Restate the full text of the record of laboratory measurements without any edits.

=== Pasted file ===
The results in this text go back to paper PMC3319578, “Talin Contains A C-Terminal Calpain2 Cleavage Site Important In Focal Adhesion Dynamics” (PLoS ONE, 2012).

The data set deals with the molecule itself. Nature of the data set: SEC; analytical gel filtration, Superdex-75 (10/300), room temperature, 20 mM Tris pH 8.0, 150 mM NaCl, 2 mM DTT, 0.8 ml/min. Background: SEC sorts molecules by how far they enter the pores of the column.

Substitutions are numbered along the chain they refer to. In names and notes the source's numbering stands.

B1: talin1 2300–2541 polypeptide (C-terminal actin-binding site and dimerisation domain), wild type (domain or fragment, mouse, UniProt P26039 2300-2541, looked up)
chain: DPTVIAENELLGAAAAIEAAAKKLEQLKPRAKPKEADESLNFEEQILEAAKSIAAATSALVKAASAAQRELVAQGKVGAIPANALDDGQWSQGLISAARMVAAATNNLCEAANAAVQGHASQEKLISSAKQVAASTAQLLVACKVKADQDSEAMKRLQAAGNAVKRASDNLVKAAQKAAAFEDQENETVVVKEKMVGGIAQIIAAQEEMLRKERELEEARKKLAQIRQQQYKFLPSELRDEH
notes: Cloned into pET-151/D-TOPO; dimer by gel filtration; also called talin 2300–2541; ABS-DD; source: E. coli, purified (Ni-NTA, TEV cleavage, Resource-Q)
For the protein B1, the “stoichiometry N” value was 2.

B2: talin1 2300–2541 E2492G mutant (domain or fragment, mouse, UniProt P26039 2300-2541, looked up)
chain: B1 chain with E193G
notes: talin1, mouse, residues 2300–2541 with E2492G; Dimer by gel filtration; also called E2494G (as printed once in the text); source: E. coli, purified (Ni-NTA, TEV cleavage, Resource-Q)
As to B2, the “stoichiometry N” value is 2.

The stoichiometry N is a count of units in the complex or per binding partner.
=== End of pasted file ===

The results in this text go back to paper PMC3319578, “Talin Contains A C-Terminal Calpain2 Cleavage Site Important In Focal Adhesion Dynamics” (PLoS ONE, 2012).

The data set deals with the molecule itself. Nature of the data set: SEC; analytical gel filtration, Superdex-75 (10/300), room temperature, 20 mM Tris pH 8.0, 150 mM NaCl, 2 mM DTT, 0.8 ml/min. Background: SEC sorts molecules by how far they enter the pores of the column.

Substitutions are numbered along the chain they refer to. In names and notes the source's numbering stands.

B1: talin1 2300–2541 polypeptide (C-terminal actin-binding site and dimerisation domain), wild type (domain or fragment, mouse, UniProt P26039 2300-2541, looked up)
chain: DPTVIAENELLGAAAAIEAAAKKLEQLKPRAKPKEADESLNFEEQILEAAKSIAAATSALVKAASAAQRELVAQGKVGAIPANALDDGQWSQGLISAARMVAAATNNLCEAANAAVQGHASQEKLISSAKQVAASTAQLLVACKVKADQDSEAMKRLQAAGNAVKRASDNLVKAAQKAAAFEDQENETVVVKEKMVGGIAQIIAAQEEMLRKERELEEARKKLAQIRQQQYKFLPSELRDEH
notes: Cloned into pET-151/D-TOPO; dimer by gel filtration; also called talin 2300–2541; ABS-DD; source: E. coli, purified (Ni-NTA, TEV cleavage, Resource-Q)
For the protein B1, the “stoichiometry N” value was 2.

B2: talin1 2300–2541 E2492G mutant (domain or fragment, mouse, UniProt P26039 2300-2541, looked up)
chain: B1 chain with E193G
notes: talin1, mouse, residues 2300–2541 with E2492G; Dimer by gel filtration; also called E2494G (as printed once in the text); source: E. coli, purified (Ni-NTA, TEV cleavage, Resource-Q)
As to B2, the “stoichiometry N” value is 2.

The stoichiometry N is a count of units in the complex or per binding partner.